SEOUL, Oct. 21 (Korea Bizwire) – Gachon University Gil Hospital gained widespread media attention when it announced last month that it would introduce IBM’s Watson for Oncology, an AI-based super computer, for cancer diagnosis and treatment.
The system was due to launch mid-October amid high industry expectations, until news broke out early Friday morning that the hospital had decided to tentatively postpone its ambitious project. If implemented, Gil Hospital would have been the first among Korean hospitals to have adopted an AI system.
With the sudden announcement at hand, industry watchers now speculate that Gil Hospital may have faced setbacks in implementing and operating the system in a domestic medical environment; as there should be no reason for a sudden rescheduling given the fact that it already cost the hospital billions of won to rent the platform from IBM.
However, sources say that Gil Hospital’s project has, in fact, been subject to various controversies from the beginning.
Watson for Oncology has the ability to analyze countless medical data records, including medical journals and textbooks, in addition to a patient’s medical history and his or her history of drug use. Based on such information, Watson suggests a course of treatment best suited for the patient.
Nonetheless, those in medical circles questioned whether Watson is appropriate for treating Korean cancer patients, given that it does not yet account for treatment of patients based on their ethical or regional characteristics.
“Gil Hospital and IBM continue to emphasize that Watson’s data reflects Asian and Western ethnicities alike,” said a university hospital staff member. “But even so, the incidence rates of cancer tend to differ from one country to another, which makes me doubt whether it can provide personalized diagnosis specific for Korean patients.”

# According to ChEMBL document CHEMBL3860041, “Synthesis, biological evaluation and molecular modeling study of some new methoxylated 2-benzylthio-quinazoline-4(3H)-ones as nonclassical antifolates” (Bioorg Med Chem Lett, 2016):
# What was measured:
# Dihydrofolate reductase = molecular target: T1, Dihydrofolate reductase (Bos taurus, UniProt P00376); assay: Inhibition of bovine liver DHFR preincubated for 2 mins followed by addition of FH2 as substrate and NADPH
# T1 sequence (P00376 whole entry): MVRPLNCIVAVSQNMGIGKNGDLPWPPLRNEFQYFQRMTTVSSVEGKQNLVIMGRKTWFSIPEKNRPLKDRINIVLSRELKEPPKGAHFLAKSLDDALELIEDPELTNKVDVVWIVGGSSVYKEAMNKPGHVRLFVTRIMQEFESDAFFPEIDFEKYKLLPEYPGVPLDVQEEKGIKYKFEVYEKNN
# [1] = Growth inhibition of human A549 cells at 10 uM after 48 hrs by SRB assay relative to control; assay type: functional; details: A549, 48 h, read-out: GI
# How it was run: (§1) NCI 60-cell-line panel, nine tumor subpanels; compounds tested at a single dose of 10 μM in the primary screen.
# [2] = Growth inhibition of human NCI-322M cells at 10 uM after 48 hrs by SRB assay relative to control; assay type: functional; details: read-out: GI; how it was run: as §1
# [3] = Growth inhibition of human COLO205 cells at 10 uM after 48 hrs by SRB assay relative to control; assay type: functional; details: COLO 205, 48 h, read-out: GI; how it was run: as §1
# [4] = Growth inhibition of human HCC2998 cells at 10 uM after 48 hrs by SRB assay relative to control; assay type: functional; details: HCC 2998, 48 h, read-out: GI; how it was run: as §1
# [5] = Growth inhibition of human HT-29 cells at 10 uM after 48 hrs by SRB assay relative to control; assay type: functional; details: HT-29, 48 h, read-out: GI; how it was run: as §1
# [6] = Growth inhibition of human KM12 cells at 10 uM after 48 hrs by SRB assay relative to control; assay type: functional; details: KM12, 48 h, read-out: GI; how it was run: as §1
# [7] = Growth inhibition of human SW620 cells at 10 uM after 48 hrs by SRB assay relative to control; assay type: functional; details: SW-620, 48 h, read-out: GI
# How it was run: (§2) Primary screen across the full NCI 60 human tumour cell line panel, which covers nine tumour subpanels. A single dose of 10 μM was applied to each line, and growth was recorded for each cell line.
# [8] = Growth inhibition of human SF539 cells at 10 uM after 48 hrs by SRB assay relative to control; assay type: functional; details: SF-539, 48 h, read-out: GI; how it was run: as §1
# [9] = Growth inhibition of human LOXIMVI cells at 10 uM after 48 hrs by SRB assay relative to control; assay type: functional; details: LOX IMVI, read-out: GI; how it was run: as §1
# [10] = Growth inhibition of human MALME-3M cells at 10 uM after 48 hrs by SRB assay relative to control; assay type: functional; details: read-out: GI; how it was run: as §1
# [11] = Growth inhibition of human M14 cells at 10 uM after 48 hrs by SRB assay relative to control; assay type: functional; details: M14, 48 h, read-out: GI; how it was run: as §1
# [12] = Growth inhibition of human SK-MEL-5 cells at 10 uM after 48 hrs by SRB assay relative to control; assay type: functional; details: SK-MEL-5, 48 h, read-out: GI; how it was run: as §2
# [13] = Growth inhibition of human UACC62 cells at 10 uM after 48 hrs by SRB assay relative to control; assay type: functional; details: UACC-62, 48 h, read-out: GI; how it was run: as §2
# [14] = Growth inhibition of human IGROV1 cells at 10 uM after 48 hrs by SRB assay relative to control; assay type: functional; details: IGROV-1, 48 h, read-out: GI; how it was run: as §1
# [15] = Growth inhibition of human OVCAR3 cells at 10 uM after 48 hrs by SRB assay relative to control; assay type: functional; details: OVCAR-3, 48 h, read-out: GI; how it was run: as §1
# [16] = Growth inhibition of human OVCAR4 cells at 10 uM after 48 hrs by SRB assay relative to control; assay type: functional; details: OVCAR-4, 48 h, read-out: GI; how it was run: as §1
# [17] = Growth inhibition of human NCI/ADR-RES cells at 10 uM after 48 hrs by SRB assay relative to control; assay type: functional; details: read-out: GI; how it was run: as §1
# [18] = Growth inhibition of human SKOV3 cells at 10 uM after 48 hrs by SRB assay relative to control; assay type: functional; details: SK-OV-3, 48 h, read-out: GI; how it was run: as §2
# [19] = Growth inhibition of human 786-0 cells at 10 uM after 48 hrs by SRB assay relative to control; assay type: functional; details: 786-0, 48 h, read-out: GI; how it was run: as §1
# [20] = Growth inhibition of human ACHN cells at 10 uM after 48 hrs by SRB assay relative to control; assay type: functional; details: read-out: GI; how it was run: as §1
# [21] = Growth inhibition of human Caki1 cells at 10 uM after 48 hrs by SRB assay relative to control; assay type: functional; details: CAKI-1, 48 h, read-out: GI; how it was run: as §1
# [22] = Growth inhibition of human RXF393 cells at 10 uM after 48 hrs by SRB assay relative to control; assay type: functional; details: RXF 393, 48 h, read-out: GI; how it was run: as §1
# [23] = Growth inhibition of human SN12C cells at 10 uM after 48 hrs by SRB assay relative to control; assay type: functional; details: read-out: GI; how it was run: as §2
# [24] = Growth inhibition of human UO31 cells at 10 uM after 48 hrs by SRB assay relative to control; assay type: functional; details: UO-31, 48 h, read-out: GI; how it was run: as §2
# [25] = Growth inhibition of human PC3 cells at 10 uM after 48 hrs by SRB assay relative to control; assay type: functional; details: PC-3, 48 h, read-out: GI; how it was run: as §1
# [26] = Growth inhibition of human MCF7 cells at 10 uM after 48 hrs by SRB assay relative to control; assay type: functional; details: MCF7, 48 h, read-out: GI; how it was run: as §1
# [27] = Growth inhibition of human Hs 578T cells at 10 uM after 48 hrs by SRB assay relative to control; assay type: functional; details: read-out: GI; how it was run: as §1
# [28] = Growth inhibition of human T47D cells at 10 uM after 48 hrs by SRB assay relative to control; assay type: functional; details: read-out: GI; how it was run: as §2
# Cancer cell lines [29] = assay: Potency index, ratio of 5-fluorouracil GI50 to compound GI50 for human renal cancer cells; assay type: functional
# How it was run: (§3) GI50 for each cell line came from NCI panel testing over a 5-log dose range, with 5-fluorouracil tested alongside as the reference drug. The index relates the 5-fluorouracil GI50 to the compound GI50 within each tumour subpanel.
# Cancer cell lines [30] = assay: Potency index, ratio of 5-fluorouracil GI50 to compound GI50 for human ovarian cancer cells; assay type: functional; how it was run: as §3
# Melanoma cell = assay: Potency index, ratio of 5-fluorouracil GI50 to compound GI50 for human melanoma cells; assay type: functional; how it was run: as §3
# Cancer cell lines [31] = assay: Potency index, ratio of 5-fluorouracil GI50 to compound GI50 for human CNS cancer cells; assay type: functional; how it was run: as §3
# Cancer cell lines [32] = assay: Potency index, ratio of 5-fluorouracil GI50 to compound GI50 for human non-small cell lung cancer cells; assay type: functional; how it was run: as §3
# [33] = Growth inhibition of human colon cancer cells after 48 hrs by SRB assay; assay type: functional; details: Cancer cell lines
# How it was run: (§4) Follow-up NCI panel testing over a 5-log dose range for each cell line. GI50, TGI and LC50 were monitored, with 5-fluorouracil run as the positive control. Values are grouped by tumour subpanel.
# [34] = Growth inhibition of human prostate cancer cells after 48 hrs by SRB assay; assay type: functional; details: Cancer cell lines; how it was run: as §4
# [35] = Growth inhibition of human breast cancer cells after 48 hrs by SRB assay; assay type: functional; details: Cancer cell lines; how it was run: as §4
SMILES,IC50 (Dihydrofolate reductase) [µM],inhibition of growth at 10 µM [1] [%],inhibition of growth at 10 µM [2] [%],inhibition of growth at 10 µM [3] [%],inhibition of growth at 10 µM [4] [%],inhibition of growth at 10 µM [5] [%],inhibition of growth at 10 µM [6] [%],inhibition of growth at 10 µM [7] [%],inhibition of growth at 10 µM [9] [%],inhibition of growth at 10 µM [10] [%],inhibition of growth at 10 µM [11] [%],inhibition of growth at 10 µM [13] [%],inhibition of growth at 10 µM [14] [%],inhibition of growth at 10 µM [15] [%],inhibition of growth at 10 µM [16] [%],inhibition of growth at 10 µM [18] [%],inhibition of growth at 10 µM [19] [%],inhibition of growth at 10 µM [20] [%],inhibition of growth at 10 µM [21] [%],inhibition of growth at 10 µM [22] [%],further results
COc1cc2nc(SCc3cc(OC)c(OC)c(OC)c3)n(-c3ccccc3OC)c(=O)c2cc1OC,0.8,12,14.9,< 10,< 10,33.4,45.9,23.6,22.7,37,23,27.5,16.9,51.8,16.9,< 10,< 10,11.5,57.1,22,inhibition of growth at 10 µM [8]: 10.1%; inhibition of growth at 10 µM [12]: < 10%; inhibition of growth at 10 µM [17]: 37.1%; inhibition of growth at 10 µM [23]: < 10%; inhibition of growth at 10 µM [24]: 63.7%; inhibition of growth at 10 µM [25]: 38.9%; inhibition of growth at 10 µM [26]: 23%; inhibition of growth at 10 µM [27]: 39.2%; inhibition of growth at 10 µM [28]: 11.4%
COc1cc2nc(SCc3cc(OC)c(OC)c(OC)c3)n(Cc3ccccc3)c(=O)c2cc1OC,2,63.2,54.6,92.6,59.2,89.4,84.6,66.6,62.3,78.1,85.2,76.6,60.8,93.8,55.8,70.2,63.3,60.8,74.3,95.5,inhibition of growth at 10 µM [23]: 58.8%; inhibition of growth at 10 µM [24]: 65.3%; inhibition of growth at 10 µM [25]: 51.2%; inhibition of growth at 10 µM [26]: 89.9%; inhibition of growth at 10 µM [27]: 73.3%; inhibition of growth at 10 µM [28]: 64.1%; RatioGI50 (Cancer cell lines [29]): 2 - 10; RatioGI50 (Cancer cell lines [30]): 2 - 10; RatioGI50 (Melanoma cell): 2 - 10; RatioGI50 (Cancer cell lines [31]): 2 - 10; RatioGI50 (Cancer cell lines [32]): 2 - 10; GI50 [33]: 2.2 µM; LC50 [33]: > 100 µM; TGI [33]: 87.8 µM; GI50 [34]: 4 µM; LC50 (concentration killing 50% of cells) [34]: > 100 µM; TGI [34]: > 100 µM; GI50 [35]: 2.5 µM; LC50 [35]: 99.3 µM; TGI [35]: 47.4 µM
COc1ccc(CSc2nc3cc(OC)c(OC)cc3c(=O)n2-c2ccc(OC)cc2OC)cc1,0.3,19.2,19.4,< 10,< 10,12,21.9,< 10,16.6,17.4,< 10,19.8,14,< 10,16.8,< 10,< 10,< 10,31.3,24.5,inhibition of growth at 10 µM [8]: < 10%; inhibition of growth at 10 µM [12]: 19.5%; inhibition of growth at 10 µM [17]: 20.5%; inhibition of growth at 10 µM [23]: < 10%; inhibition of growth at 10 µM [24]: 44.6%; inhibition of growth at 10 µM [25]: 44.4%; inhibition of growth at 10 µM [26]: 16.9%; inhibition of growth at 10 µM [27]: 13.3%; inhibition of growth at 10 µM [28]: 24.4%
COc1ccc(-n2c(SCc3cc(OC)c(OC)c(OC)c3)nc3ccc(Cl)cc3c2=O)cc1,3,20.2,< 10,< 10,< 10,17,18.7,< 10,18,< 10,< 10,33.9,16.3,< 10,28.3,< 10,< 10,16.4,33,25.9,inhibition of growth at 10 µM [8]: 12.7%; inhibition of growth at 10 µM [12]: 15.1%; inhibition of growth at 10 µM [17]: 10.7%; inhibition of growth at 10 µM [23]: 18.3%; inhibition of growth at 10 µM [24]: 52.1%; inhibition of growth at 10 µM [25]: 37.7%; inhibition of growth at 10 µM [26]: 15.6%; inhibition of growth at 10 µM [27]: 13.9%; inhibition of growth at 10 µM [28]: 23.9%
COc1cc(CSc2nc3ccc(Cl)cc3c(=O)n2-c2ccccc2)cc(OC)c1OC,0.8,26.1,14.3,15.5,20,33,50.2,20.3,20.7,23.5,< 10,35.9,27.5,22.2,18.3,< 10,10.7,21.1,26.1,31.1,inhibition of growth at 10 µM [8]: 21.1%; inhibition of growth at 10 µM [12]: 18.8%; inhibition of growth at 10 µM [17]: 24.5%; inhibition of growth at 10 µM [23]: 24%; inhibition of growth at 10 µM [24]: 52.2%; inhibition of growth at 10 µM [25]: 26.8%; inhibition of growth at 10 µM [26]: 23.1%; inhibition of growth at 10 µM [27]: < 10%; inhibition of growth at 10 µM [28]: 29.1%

The fact that Gil Hospital falls far behind major hospitals in terms of the number of cancer patients also made experts question the system’s effectiveness and the hospital’s profit margin over its operation. Gil Hospital was visited by some 4,000 new cancer patients in 2015, a long way from Asan Medical Center’s 29,000.
“Watson can only point in a certain direction for cancer treatment, which means that patients can get their checkups at Gil Hospital then seek treatment from other, bigger hospitals,” said another university hospital official.
In response to the latest speculation, Gil Hospital stated that the delay is from an unfinished interior renovation of its “AI Cancer Center”, not because of any other suspected reasons.
The hospital had initially planned to implement the system at its existing Cancer Center, an area that was shared with the hospital’s Kidney Center. But due to a lack of space and the inherent inconvenience, the hospital decided to establish a separate site at a nearby building it recently purchased, said a Gil Hospital official.
“We’ve had patient inquiries pouring in regarding our Watson system,” added the official. “And in order to better serve such patients, and to make best use of Watson’s advantages, we’re doing our best to establish the new center, nothing more, nothing less.”
By Kevin Lee (firstname.lastname@example.org)